Results 1 to 4 of 4

Math Help - Short maths problem

  1. #1
    Junior Member
    Joined
    Nov 2006
    Posts
    42

    Short maths problem

    Hi everyone.

    I'm currently tutoring a 15 year old maths student and his teacher has set an assignment question that's a bit wierd.

    'Using four 6's and the operations (plus, minus, divide, multiply and brackets) make equations equal to the numbers 1 through 9)

    The following examples are given

    66/66 = 1
    6/6 + 6/6 = 2
    (6 + 6 + 6)/6 = 3

    I've got answers for all except for 9. Anyone know how you could make an equation equal to nine?

    Secondly, this is supposed to be a piece of assessment testing basic algebra. I really don't see how this problem can be done algebraically. Am i missing the point of what this teacher is trying to do here?
    Follow Math Help Forum on Facebook and Google+

  2. #2
    Member garymarkhov's Avatar
    Joined
    Aug 2009
    Posts
    149
    Awards
    1
    Yeah, 0 through 8 are straightforward, even 10 and 12 aren't a problem. I can't figure out 9! I am hesitant to say it's impossible, because plenty of puzzles that look that way turn out not to be... but I wonder. I sure would like to see if someone comes up with the answer!
    Follow Math Help Forum on Facebook and Google+

  3. #3
    MHF Contributor
    Opalg's Avatar
    Joined
    Aug 2007
    From
    Leeds, UK
    Posts
    4,041
    Thanks
    7
    The example 66/66 = 1 shows that you're allowed to put two sixes together to make 66. So maybe you're also allowed to use a decimal point for .6 = 6/10. Then you could have 9 = \frac6{.6} - \frac66.
    Follow Math Help Forum on Facebook and Google+

  4. #4
    Junior Member
    Joined
    Nov 2006
    Posts
    42
    Quote Originally Posted by Opalg View Post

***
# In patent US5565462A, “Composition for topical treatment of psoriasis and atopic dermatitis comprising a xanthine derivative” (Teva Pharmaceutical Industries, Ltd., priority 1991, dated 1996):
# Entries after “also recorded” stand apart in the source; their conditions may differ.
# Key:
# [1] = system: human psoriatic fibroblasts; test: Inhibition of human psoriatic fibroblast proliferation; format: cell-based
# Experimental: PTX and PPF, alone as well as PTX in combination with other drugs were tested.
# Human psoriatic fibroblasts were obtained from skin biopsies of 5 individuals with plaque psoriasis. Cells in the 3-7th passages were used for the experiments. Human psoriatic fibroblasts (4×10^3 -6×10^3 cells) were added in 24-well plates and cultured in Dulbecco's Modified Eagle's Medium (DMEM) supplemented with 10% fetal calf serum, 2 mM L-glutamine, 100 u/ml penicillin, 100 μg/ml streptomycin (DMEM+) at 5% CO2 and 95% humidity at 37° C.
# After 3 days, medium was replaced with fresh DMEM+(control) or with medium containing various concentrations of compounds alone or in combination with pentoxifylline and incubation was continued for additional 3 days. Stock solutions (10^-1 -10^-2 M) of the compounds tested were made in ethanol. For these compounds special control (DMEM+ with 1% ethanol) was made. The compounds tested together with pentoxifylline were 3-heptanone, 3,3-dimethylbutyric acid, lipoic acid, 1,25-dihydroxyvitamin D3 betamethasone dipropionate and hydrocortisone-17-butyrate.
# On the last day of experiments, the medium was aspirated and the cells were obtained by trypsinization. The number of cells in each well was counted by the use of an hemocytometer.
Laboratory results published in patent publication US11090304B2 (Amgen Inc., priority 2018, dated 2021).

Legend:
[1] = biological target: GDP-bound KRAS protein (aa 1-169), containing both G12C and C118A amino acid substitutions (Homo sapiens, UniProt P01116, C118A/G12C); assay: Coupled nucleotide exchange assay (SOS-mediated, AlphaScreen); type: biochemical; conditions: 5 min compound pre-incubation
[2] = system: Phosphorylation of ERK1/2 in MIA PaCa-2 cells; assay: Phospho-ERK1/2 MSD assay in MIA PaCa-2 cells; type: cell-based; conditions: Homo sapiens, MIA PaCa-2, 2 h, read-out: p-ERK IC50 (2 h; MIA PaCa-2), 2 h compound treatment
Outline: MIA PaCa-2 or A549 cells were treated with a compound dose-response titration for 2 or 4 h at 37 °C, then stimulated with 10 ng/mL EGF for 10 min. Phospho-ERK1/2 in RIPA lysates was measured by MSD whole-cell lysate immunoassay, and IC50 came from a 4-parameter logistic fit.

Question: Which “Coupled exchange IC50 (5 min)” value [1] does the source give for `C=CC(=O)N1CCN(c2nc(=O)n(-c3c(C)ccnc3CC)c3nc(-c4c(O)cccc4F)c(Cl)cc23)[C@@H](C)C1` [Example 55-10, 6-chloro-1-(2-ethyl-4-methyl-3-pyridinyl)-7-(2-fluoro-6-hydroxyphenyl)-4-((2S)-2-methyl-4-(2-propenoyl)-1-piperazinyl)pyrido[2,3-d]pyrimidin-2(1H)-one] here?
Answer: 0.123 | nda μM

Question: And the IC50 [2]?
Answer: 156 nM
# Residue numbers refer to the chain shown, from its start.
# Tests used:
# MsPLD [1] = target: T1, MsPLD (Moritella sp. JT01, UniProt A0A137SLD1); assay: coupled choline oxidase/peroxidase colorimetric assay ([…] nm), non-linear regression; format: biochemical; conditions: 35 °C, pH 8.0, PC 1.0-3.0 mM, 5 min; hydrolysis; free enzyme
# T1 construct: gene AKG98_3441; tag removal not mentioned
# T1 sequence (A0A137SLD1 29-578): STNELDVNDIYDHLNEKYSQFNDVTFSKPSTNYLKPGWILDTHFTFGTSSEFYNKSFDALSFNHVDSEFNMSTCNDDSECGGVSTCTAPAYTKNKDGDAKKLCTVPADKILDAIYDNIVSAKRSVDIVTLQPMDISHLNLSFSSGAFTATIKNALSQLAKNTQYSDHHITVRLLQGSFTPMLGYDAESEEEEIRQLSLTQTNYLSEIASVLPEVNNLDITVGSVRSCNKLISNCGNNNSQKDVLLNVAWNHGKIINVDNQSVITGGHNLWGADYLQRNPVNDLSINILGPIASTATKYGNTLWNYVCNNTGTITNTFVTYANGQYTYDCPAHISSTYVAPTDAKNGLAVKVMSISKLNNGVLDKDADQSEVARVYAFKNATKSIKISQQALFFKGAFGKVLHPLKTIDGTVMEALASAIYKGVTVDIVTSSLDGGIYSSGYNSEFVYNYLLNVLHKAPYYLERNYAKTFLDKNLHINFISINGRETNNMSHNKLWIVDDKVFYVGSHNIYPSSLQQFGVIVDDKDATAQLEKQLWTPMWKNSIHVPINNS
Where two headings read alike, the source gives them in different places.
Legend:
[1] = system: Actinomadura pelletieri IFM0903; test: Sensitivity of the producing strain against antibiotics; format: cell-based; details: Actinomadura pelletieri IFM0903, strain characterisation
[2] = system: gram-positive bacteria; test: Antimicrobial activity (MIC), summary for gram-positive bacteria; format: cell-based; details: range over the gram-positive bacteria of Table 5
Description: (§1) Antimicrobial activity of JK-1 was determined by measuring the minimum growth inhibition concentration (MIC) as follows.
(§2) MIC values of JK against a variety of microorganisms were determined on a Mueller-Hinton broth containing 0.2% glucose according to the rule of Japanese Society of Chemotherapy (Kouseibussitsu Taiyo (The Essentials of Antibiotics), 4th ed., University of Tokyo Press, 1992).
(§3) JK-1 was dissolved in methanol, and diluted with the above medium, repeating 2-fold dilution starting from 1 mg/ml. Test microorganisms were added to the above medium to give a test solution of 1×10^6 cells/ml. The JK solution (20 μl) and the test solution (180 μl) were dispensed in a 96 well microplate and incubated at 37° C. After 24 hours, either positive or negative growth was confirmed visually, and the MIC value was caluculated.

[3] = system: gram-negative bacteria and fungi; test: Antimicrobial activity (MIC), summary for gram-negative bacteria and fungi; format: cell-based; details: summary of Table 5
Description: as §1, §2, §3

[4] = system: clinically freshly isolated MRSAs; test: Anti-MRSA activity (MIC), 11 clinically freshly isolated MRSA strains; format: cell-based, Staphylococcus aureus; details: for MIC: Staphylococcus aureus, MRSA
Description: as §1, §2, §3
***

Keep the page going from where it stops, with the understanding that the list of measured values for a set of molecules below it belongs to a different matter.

The example 66/66 = 1 shows that you're allowed to put two sixes together to make 66. So maybe you're also allowed to use a decimal point for .6 = 6/10. Then you could have 9 = \frac6{.6} - \frac66.
    Nice work. I'm sure that must be what he's looking for. It's difficult getting all the information second hand from a 15 year old but i'm fairly sure decimals must be allowed for it to work.

    Now if anyone is interested or would just like to do it for fun, the assignment actually asks that it be done not only for four 6's, but also four 7's, four 8's, and four 9's. Knock yourself out everyone.
    Follow Math Help Forum on Facebook and Google+

Similar Math Help Forum Discussions

  1. Easy (and short) problem
    Posted in the Algebra Forum
    Replies: 4
    Last Post: July 10th 2009, 12:18 AM
  2. Help with one short problem.
    Posted in the Advanced Statistics Forum
    Replies: 3
    Last Post: February 18th 2007, 10:37 PM
  3. Short Calculus Problem!
    Posted in the Calculus Forum
    Replies: 1
    Last Post: November 13th 2006, 07:58 PM
  4. Short Calculus Word Problem
    Posted in the Calculus Forum
    Replies: 4
    Last Post: November 13th 2006, 03:11 PM
  5. A short problem, help me please!
    Posted in the Algebra Forum
    Replies: 4
    Last Post: September 5th 2006, 03:13 PM

Search Tags


/mathhelpforum @mathhelpforum